India boasts of one of the largest road networks in the world, over 43.2 lakh kilometres, with highways-national and state-accounting for 2.09 lakh kilometres. Despite this extensive network, the maximum speed on Indian highways remains a challenge. With vehicle technology, as well as the quality of highways, improving, the opportunity provided by the improved logistics will be lost if the speed limit continues to be what it was a decade ago.
Transport Minister Nitin Gadkari recently stated that speed limits on some roads and highways were too low that rules on penalising vehicles for speeding need to be revisited. Last year, Gadkari indicated the ministry’s intent, given India’s improved highway infrastructure and vehicle technology. A committee headed by Abhay Damle, joint secretary (transport), was then established, which has now given its recommendations to raise the speed limits.
Speaking at a virtual conference on road safety, Gadkari said that it is unfortunate that vehicles are being penalised for breaching speeds as low as 40 km/h on some roads. The minister spoke in favour of increasing speed limits on such roads, especially the multi-lane highways, and suggested that the state road administration go easy on penalising vehicles over speeding.
“I have already discussed this issue with my officials. We need to revise our speed norms considering the new roads that are being built, including the expressways, greenfield highways and widening of highways to 4 and 6 lanes,” the minister said while addressing an event for online training programme on “Way to Vision Zero”, a collaboration between the governments of Sweden and India. Klas Molin, Sweden’s ambassador, participated in the online event.
The Union Minister said that regulation on speed limits need to be reworked, with more emphasis on multi-lane roads. There have been discussions on the matter with officials, he said, adding that speed norms must be revised considering that India is building new roads, including new expressways, and widening of existing roads to four or six lanes. On the subject of the high number of accidents in India, Gadkari pointed out that one of the reasons behind high accident statistics is road design. His ministry is working on identifying such black spots which have a high frequency of accidents, and that 1,000 of such spots have been improved upon, he said, adding that the Centre will assist state governments to develop and maintain highways.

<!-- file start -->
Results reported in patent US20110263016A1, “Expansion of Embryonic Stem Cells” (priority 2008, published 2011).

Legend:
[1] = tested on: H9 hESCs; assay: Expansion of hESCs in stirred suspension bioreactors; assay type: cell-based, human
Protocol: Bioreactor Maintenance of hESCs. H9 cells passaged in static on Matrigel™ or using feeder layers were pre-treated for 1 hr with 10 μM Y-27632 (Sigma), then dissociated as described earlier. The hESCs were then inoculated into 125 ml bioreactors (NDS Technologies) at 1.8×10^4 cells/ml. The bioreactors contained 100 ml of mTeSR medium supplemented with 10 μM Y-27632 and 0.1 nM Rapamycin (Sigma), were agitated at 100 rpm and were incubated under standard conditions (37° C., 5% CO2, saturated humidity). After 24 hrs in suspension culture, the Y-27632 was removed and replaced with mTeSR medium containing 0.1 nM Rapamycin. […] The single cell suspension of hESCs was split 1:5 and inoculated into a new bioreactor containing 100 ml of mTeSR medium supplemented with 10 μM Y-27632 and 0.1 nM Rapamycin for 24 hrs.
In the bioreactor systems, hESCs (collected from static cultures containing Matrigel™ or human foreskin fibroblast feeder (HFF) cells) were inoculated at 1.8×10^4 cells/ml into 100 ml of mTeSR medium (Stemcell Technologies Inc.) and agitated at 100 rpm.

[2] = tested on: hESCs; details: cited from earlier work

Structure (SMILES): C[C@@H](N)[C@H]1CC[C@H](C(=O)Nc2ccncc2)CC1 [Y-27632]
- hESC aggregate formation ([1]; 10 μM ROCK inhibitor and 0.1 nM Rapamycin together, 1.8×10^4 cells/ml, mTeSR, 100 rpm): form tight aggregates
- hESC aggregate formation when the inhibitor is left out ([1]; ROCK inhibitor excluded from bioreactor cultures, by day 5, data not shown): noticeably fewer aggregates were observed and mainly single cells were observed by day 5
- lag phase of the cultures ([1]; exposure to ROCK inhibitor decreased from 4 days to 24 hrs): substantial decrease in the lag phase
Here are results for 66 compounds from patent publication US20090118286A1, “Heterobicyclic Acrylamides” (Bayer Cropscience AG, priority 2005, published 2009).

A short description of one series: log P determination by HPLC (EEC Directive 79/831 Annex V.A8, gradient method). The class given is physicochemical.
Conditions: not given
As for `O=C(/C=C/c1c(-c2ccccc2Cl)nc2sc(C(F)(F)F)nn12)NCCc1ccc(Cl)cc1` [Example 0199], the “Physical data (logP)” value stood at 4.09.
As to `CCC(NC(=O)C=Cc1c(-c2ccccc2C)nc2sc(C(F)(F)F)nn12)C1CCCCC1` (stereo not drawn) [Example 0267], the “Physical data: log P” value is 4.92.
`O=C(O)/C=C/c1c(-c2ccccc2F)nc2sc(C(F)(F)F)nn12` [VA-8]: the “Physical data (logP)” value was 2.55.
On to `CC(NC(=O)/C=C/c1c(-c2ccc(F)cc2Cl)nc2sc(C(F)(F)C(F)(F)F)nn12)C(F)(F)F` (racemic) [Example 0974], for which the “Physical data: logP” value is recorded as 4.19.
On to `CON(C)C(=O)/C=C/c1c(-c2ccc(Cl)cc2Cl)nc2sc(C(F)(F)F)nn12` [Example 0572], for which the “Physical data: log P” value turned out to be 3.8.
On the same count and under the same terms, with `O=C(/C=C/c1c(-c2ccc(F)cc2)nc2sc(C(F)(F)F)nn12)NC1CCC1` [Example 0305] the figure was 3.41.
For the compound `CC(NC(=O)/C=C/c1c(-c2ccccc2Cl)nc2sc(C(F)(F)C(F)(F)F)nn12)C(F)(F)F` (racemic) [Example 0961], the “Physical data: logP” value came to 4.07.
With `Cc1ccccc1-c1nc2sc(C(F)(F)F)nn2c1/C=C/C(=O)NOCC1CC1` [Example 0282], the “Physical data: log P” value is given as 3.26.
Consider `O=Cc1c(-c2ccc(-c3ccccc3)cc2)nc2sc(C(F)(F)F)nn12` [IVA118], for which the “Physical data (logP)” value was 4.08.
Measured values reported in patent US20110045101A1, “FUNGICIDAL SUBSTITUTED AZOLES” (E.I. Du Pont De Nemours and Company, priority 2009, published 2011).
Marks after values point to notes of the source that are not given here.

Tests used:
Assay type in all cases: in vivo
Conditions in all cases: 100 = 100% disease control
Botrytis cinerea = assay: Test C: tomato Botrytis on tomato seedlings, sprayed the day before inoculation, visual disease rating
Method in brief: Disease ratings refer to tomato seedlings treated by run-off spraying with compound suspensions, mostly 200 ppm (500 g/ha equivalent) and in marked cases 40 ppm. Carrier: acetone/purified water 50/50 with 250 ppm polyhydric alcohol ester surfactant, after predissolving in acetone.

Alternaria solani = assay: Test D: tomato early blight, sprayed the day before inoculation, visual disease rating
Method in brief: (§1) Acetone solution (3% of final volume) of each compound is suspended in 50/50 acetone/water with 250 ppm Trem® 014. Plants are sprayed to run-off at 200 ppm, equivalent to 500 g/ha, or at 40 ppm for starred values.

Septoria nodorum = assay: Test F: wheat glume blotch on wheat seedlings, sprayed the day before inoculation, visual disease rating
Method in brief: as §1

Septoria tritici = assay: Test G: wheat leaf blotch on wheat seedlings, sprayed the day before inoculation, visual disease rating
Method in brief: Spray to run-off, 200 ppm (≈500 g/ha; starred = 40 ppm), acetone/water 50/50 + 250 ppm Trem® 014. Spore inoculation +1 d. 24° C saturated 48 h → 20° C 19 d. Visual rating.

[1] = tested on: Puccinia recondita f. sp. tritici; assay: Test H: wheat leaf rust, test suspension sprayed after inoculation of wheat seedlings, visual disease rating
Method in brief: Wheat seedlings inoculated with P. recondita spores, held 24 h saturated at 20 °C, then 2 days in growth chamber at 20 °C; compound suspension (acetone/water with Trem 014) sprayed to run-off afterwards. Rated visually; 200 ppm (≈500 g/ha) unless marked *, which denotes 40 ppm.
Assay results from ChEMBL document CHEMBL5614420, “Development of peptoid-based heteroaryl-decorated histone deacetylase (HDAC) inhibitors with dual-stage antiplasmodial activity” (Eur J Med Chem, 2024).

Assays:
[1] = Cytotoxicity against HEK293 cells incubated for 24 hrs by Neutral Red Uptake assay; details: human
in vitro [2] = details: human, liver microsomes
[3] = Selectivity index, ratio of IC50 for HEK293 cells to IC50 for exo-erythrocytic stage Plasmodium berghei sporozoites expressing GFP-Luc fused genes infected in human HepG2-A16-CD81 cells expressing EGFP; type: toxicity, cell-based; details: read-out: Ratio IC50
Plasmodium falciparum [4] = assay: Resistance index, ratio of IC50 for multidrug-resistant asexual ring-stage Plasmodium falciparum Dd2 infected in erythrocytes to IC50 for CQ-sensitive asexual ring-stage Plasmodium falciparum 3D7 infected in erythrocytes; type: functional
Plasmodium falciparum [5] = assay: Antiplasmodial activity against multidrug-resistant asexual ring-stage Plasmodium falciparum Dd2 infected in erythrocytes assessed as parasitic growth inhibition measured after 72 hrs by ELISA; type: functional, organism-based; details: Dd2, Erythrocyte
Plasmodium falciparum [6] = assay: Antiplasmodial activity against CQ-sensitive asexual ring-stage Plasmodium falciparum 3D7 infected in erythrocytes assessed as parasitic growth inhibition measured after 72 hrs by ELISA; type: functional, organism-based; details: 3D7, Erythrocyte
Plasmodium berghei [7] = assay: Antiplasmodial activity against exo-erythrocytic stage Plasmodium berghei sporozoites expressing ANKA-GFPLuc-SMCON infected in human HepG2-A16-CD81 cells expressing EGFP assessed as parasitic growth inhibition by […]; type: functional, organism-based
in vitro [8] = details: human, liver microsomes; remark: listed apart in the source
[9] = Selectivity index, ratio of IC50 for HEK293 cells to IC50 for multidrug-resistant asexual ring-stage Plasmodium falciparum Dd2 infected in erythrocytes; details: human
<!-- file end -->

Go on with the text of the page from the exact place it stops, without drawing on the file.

On the problem of enforcement, Gadkari mentioned the transparency in enforcement of site visitors rule violations will deliver good outcomes. He mentioned although India has dedicated to scale back highway crashes and fatalities by 50% by 2030 on the Stockholm summit, his goal can be to attain this by 2025. The minister mentioned the establishment of the Road Safety Board, which has been cleared by the regulation ministry, will assist enhance highway security within the nation.
Though the Centre has notified most speed limits of 100 kmph on national highways for vehicles and 120 kmph on expressways, the state police have the authority to repair the speed limit on highways and expressways falling underneath their jurisdiction. This has been the principle cause of why speed limits on sure parts of NHs differ from state to state.